Session 4: How to Help Friends: Students learn why it is difficult to leave abusive relationships and how to help a friend if she or he is in an abusive relationship.Session 5: Helping Friends: Students practice effective skills for helping friends who are abused or confronting friends who are abusing.

plays about dating violence-25plays about dating violence-16

Session 8: Equal Power through Communication: Students learn the four skills for effective communication and practice these skills in a variety of role-plays.

Session 9: Preventing Dating Sexual Abuse: A quiz, analysis of scenarios and a discussion with peers help students learn about the issue of dating sexual abuse and how to prevent it.

Session 10: Reviewing the Safe Dates Program: Through discussion, evaluation and a poster contest, students will review the safes dates program.

is an evidence-based program with strong, long-term outcomes.

It was the subject of substantial formative research in fourteen public schools in North Carolina using a rigorous experimental design.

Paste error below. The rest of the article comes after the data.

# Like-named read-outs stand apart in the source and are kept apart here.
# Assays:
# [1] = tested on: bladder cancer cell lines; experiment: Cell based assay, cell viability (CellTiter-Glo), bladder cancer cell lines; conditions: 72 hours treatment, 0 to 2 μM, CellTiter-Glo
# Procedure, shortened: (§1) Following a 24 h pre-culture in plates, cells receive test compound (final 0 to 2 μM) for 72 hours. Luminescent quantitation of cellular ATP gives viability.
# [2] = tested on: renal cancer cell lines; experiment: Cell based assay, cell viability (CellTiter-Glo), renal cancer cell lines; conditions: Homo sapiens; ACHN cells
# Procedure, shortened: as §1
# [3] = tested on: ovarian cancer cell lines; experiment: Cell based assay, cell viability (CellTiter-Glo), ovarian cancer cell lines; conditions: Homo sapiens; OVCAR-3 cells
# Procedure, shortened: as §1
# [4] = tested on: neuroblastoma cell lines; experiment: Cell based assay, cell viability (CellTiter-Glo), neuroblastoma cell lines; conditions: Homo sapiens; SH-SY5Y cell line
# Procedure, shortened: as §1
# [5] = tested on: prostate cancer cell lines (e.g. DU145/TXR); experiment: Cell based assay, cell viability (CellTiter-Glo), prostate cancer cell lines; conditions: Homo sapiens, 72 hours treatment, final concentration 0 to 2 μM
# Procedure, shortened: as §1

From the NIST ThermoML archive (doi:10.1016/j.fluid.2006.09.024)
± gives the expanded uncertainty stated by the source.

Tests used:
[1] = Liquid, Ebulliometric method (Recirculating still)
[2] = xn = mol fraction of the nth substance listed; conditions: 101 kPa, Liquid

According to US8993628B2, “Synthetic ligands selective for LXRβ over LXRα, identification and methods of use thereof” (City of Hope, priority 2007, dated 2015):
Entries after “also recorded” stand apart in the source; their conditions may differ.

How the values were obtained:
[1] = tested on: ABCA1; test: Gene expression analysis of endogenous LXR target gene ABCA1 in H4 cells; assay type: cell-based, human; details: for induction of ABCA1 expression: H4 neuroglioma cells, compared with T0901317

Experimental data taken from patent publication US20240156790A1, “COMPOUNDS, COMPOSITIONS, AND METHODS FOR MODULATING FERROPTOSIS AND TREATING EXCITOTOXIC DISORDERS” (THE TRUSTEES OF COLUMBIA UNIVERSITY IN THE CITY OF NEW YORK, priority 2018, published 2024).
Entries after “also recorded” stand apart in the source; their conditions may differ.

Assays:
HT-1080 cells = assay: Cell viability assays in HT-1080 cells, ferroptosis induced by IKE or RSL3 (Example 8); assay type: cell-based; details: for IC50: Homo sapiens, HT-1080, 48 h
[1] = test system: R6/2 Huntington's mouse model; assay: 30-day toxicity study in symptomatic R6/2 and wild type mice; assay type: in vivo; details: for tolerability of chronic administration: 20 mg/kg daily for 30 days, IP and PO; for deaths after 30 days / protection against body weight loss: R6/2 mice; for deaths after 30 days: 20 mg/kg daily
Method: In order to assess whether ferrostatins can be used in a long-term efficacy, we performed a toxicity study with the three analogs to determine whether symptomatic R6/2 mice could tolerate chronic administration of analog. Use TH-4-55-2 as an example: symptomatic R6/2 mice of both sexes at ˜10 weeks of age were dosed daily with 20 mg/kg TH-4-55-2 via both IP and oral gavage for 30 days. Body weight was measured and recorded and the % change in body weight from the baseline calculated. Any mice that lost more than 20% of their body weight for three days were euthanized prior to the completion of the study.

The program was found to be effective in both preventing and reducing perpetration among teens already using violence against their dates. Vangie Foshee is a tenured associate professor in the Department of Health Behavior and Health Education in the School of Public Health at the University of North Carolina at Chapel Hill.Adolescents participating in the program, as compared with those who did not participate, also reported: . Her research focus is on adolescent problem behaviors and includes both etiological and evaluation research. Reproducible student handouts are included at the end of each session.The program has been found to be equally effective for males and females and for whites and non-whites. Her etiological research has included identifying determinants, at multiple ecological levels, of violence between adolescent dating couples, adolescent cigarette smoking and alcohol use and adolescent sexual behavior. Stacey Langwick is an assistant professor at the University of Florida and holds a joint appointment with the Department of Anthropology and the Center for Women's Studies and Gender Research. Session 1: Defining Caring Relationships: A bingo game and class discussions introduce students to the program.She has a particular interest in testing biopsychosocial models of adolescent health risk behaviors, especially models examining the influence of interactions between biological factors such as genotypes and hormones and contextual variables on health risk behaviors. They evaluate how they would like to be treated in dating relationships.Her evaluation research has included the development and evaluation of programs for preventing adolescent dating abuse and adolescent substance use. Session 2: Defining Dating Abuse: Through the discussion of scenarios and the review of statistics, students clearly define dating abuse.Session 3: Why Do People Abuse: During group discussions and the review of scenarios, students identify the causes and consequences of dating abuse.